In all Australian states and territories, cohabiting same-sex couples are recognised as de facto couples, and have the same legal rights as heterosexual de facto couples. However, same-sex marriages are currently not permitted under Australian federal, state or territory law.

On 30 August 2012, Tasmania made the news headlines when its lower house of Parliament became the first in Australia to pass a bill to legalise same-sex marriage when the Same-Sex Marriage Bill 2012 was passed by 13 votes to 11.

There has been some heated debate over the constitutional validity of laws made by states and territories pertaining to same-sex marriage. The prevailing view appears to be that while the states and territories have the power to legislate on same-sex marriage, any laws made may be invalid or inoperative to the extent that they are inconsistent with the federal Marriage Act 1961. Ultimately, the question is one for the High Court to answer.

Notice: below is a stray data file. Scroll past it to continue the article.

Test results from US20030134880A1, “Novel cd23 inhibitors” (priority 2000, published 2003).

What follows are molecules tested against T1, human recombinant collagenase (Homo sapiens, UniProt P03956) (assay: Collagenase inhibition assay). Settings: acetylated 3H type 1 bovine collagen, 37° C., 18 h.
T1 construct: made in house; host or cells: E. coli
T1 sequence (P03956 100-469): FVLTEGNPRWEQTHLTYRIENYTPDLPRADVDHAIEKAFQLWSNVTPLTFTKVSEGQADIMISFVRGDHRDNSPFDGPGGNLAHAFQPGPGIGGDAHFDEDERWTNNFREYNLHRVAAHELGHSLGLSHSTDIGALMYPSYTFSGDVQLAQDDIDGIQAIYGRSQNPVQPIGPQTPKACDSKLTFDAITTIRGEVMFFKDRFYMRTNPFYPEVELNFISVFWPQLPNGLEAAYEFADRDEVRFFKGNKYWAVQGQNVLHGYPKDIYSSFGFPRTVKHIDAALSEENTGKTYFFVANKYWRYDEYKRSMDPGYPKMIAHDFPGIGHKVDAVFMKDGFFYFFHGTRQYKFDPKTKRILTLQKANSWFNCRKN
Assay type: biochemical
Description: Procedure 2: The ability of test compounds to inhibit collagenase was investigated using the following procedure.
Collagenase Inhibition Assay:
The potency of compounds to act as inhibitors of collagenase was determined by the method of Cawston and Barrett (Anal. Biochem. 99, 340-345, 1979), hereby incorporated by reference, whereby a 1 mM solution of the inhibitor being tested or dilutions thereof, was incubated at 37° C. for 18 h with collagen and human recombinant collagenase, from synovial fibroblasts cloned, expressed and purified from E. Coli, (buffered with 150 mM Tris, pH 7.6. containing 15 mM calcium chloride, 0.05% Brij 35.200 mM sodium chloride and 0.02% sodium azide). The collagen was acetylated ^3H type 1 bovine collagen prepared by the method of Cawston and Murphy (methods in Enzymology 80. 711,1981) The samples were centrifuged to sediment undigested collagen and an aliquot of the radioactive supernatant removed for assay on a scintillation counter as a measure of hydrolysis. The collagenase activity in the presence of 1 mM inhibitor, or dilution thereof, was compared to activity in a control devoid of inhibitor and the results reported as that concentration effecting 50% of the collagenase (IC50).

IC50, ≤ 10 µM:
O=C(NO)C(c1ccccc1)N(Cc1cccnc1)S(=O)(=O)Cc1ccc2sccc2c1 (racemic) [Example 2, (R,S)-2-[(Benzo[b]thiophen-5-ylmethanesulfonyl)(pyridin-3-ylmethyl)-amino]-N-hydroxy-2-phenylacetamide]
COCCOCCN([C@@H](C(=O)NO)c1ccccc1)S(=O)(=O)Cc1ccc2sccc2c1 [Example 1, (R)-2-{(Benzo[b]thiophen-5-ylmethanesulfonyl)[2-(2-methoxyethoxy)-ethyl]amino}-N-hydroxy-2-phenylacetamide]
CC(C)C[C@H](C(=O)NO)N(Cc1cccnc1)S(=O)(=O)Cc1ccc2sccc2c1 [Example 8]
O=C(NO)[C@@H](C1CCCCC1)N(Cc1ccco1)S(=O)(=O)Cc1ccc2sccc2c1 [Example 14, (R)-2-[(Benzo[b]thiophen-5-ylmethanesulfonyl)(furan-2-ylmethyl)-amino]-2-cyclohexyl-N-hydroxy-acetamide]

Tasmania’s upper house of Parliament will consider the Same-Sex Marriage Bill 2012 when Parliament sits in late September 2012. Stay tuned.

This article provides information that is general in nature and not a substitute for legal advice. Please contact the author if you wish to obtain legal advice for your personal situation.

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